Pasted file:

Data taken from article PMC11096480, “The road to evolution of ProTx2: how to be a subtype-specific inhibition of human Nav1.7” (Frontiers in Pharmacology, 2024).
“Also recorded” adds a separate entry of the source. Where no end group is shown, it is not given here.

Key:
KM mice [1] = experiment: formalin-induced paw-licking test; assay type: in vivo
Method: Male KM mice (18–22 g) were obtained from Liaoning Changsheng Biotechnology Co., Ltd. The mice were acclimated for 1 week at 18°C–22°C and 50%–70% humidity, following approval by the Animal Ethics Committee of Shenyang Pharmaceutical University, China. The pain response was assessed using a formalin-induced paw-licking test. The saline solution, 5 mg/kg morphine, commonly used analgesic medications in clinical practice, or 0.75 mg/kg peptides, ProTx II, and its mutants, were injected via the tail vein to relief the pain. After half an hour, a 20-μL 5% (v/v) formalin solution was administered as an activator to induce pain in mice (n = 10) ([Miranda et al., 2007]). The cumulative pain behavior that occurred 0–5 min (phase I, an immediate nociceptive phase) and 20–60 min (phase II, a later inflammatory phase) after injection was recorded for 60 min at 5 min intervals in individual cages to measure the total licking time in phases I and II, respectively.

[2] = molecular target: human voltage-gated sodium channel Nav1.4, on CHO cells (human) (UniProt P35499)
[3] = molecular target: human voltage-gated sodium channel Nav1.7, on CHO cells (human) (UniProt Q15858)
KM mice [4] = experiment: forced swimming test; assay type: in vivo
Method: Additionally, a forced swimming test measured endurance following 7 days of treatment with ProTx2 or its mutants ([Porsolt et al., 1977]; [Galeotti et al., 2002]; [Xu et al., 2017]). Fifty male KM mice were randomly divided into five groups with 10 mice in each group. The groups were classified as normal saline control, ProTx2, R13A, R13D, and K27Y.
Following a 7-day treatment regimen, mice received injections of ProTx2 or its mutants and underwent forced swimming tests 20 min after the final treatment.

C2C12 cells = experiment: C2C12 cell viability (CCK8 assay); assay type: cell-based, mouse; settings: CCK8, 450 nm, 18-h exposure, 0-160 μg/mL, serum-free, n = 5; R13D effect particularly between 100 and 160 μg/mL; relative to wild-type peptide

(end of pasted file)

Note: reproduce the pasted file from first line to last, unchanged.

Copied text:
Data taken from article PMC11096480, “The road to evolution of ProTx2: how to be a subtype-specific inhibition of human Nav1.7” (Frontiers in Pharmacology, 2024).
“Also recorded” adds a separate entry of the source. Where no end group is shown, it is not given here.

Key:
KM mice [1] = experiment: formalin-induced paw-licking test; assay type: in vivo
Method: Male KM mice (18–22 g) were obtained from Liaoning Changsheng Biotechnology Co., Ltd. The mice were acclimated for 1 week at 18°C–22°C and 50%–70% humidity, following approval by the Animal Ethics Committee of Shenyang Pharmaceutical University, China. The pain response was assessed using a formalin-induced paw-licking test. The saline solution, 5 mg/kg morphine, commonly used analgesic medications in clinical practice, or 0.75 mg/kg peptides, ProTx II, and its mutants, were injected via the tail vein to relief the pain. After half an hour, a 20-μL 5% (v/v) formalin solution was administered as an activator to induce pain in mice (n = 10) ([Miranda et al., 2007]). The cumulative pain behavior that occurred 0–5 min (phase I, an immediate nociceptive phase) and 20–60 min (phase II, a later inflammatory phase) after injection was recorded for 60 min at 5 min intervals in individual cages to measure the total licking time in phases I and II, respectively.

[2] = molecular target: human voltage-gated sodium channel Nav1.4, on CHO cells (human) (UniProt P35499)
[3] = molecular target: human voltage-gated sodium channel Nav1.7, on CHO cells (human) (UniProt Q15858)
KM mice [4] = experiment: forced swimming test; assay type: in vivo
Method: Additionally, a forced swimming test measured endurance following 7 days of treatment with ProTx2 or its mutants ([Porsolt et al., 1977]; [Galeotti et al., 2002]; [Xu et al., 2017]). Fifty male KM mice were randomly divided into five groups with 10 mice in each group. The groups were classified as normal saline control, ProTx2, R13A, R13D, and K27Y.
Following a 7-day treatment regimen, mice received injections of ProTx2 or its mutants and underwent forced swimming tests 20 min after the final treatment.

C2C12 cells = experiment: C2C12 cell viability (CCK8 assay); assay type: cell-based, mouse; settings: CCK8, 450 nm, 18-h exposure, 0-160 μg/mL, serum-free, n = 5; R13D effect particularly between 100 and 160 μg/mL; relative to wild-type peptide